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How to welcome back your furloughed staff the best way

How to welcome back your furloughed staff the best way

How to welcome back your furloughed staff the best way
How to welcome back your furloughed staff the best way

WITH the Coronavirus Job Retention Scheme (CJRS) coming to an end in September, many employers across the country will be welcoming back and reintegrating workers who have been on furlough leave throughout the pandemic. In some cases, employees may have been furloughed since the scheme was first introduced in March 2021, meaning the return to work might be a daunting prospect. Laura Kearsley, partner and solicitor specialising in employment law at Nelsons, shares five steps employers should take when welcoming back furloughed staff.

Maintain an open dialogue

This is just as crucial now as it was throughout the pandemic when people were furloughed, as it’s important to make sure employees feel they are a pivotal part of the business and alleviate any concerns they may have about the security of their job.While employers aren’t legally obliged to give notice when recalling staff members from furlough, it’s advisable to do this with at least a week’s notice as it allows the employee the opportunity to make any necessary arrangements.

When notifying employees that they’ll be returning to work, they should also be made aware of any new requirements, including issues directly related to the pandemic – for example, if they need to carry out regular lateral flow tests – or any other changes, such as car park arrangements or office seating plans.However, this dialogue works both ways as it also affords workers the opportunity to raise any concerns or questions they might have.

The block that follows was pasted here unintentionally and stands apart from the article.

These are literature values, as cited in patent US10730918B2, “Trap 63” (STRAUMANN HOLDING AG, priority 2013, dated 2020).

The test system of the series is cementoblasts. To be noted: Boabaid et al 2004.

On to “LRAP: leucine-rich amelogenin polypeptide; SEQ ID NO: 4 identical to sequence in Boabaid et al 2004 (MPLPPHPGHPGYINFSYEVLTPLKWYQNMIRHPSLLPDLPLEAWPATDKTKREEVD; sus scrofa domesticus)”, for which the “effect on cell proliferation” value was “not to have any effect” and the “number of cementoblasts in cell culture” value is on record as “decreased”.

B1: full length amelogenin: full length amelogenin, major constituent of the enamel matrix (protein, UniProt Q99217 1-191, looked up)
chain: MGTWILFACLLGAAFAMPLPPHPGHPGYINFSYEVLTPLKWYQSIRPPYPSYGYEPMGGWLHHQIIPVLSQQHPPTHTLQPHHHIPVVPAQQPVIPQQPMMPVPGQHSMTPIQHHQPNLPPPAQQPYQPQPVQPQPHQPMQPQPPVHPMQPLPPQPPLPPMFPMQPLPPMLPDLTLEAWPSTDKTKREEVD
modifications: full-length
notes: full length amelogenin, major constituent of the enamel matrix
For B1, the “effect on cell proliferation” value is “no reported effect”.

Re-induct employees

After a significant amount of time away from their role, this is vital to ensuring a smooth return and that they feel welcome. First and foremost, it’ll give the opportunity to remind them about how important they are to the business and that they’ve been missed, while simultaneously reminding them about any new Covid-related health and safety measures, company updates and any other health and safety changes.

It’s also worth bearing in mind that some staff members may benefit from receiving training as certain aspects of their jobs may have changed, or they might simply need re-familiarising after such a long period of time away from their role.These induction sessions will also provide time for employees to socialise with each other and begin to rekindle the rapport and working relationships that might have been affected by the pandemic.

Communicate business changes

While workers have been on furlough leave, the business may have seen significant changes to how it operates, primarily as a consequence of Covid-19, such as:

  • Personnel changes;
  • Business strategy and service changes;
  • Changes to company policies, procedures and rules; or,
  • New company protocols or procedures required by law, e.g. Brexit.

As these could have implications for the team, it’s important to ensure all these factors are communicated to ensure a smooth transition back into the workplace.

Focus on wellbeing

Employees who’ve been furloughed might have been affected by their prolonged period away from work in a number of ways. They may feel disliked, have lost their confidence, have concerns about safety, or their mental health might have been affected by their time away.

The most important thing to do links back to maintaining that open dialogue to find out what their concerns might be and what steps can be taken to alleviate them. For example, if an employee has concerns about using public transport at busy times, there might be the option to change working hours or provide alternative travel arrangements.

Be flexible and responsive

This has never been more important than after a year where so much has changed in the way we work. Reintegrating workers who’ve been on long-term furlough is unknown territory for both employers and employees, which is why it’s important to constantly monitor and adapt return to work strategies.

Whether that be by simply having informal conversations with staff or conducting formal surveys and one-to-one meetings, there are several ways to gauge how everyone is feeling and ensure a return to work phase that’s as stress-free and successful as possible.For more information about managing your workforce, please visit: www.nelsonslaw.co.uk/managing-your-workforce.

Laura Kearsley